In the same piece, Chris Shaw, a New York-based analyst at Monness Crespi Hardt & Co states: "Glyphosate really crushed it," implying its sales were a major boost.

Powerful corporations might like to project the view that their particular business model and the public interest are one and the same. But this is clearly deluded thinking, given the health impacts of glyphosate and, for example, the deleterious impacts of a corporate agriculture throughout South America.

But through massive PR and advertising, this warped mindset or ideology is perpetuated not only within the confines of a company like Monsanto, but is also rolled out to try to convince the public of the same.

The only aim of companies such as Monsanto is to maximize profit. Why else would Monsanto see nothing wrong with making illegal profits from the seeds sold to farmers in India who live on a knife-edge? Why else would it seek to boost sales of health-damaging chemicals and conveniently ride high on an estimated wave of over $51 billion of taxpayer subsidies in the U.S. over a 10-year period to get farmers to plant its corn?

There is a need to establish societies run for the benefit of the mass of the population and a system of food and agriculture that is democratically owned and controlled.

Transnational agribusiness is very much embedded within dominant power structures and plays a key role in determining global and regional policies. While tackling agribusiness on an issue-by-issue basis is necessary, we must appreciate that there is a need to establish societies run for the benefit of the mass of the population and a system of food and agriculture that is democratically owned and controlled. This involves encouraging localized rural and urban food economies that are shielded from the effects of rigged trade and international markets, which serve transnational agribusiness interests.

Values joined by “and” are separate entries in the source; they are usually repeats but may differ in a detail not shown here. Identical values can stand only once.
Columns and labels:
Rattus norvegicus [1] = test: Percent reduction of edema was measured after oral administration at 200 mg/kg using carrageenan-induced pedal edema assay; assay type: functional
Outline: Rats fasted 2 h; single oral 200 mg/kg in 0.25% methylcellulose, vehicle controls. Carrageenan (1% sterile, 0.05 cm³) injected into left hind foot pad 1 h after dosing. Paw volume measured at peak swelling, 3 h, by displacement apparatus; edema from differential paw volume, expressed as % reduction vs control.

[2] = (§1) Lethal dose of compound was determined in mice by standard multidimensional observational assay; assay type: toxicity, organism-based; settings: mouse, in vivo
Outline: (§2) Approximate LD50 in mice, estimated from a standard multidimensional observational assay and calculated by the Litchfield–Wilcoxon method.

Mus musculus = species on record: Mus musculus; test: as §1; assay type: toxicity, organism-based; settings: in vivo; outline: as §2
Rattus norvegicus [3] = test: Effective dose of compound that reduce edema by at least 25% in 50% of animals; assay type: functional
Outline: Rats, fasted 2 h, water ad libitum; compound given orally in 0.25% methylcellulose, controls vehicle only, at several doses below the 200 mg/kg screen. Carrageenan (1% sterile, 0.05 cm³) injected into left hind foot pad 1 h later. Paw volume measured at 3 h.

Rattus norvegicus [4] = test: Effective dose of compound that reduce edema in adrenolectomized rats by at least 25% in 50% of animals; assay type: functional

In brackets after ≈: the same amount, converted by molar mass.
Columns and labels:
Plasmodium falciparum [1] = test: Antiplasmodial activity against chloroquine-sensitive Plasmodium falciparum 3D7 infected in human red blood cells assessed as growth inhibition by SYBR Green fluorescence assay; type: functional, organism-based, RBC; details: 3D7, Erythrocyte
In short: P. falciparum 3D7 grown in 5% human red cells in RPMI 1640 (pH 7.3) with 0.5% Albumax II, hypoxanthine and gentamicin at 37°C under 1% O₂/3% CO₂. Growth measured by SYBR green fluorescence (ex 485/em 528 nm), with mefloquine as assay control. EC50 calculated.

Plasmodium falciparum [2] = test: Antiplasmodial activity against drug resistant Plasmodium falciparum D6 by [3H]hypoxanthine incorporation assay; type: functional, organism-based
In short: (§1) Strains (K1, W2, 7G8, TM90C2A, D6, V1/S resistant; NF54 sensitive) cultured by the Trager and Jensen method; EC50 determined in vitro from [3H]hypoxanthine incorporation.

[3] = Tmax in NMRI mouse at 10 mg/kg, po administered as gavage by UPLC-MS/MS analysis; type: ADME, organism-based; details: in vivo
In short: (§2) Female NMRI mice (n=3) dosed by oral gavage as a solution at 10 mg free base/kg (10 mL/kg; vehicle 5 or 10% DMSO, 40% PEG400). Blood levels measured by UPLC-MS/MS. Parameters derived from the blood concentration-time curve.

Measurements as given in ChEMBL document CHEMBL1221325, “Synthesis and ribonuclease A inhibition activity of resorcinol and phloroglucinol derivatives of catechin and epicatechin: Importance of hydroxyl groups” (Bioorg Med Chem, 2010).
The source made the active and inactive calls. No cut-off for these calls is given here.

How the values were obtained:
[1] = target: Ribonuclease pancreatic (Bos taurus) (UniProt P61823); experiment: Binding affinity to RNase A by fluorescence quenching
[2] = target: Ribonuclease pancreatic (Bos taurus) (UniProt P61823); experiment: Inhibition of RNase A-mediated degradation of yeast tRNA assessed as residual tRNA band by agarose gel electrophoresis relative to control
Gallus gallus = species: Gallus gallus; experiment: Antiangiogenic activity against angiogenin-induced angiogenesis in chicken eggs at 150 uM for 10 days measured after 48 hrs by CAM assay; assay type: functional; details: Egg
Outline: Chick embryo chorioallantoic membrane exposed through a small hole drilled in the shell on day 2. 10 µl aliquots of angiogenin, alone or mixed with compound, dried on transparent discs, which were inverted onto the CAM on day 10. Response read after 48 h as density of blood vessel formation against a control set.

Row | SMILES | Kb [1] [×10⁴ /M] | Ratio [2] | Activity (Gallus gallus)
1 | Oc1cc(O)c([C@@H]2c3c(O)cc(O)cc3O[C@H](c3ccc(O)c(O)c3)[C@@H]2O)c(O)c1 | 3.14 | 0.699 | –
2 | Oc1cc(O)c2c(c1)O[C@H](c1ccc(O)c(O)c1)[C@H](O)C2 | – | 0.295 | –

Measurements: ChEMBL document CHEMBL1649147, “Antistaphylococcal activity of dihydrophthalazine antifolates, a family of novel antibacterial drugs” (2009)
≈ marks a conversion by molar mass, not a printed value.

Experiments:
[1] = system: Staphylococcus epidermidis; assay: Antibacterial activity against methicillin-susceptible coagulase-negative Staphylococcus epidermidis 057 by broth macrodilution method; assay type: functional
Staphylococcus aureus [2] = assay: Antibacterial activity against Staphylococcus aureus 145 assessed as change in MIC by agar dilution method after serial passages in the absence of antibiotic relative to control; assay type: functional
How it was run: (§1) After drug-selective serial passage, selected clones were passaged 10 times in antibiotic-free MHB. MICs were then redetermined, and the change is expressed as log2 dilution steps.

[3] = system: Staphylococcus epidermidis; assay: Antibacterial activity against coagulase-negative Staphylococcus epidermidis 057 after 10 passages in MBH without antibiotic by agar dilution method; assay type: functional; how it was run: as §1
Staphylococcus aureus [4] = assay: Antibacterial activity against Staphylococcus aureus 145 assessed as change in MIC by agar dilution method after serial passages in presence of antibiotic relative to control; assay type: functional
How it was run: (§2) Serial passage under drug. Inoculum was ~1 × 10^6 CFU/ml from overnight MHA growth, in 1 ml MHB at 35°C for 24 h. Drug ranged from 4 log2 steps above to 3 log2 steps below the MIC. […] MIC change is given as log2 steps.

It would mean that what ends up in our food and how it is grown is determined by the public good and not powerful private interests, which are driven by commercial gain and the compulsion to subjugate farmers, consumers and entire regions, while playing the victim each time campaigners challenge their actions.

There are enough examples from across the world that serve as models for transformation, from farming in socialist Cuba to grass-root movements centred on agroecology in Africa and India.

The 2015 Declaration of the International Forum for Agroecology (read here) sets out a framework for action. It was devised by delegates representing diverse organisations and international movements of small-scale food producers and consumers, including peasants, indigenous peoples, communities, hunters and gatherers, family farmers, rural workers, herders and pastoralists and fisherfolk. These diverse constituencies provide 70 per cent of the food consumed by humanity, and, as such, are the primary global investors in agriculture, as well as the primary providers of jobs and livelihoods in the world.

There is a need to transform a food system and rural sector that has been devastated by industrial food production. Groups like Nyeleni show there is an alternative to an increasingly globalized economic system that puts profit before the environment and privileges the needs of agribusiness ahead of all else.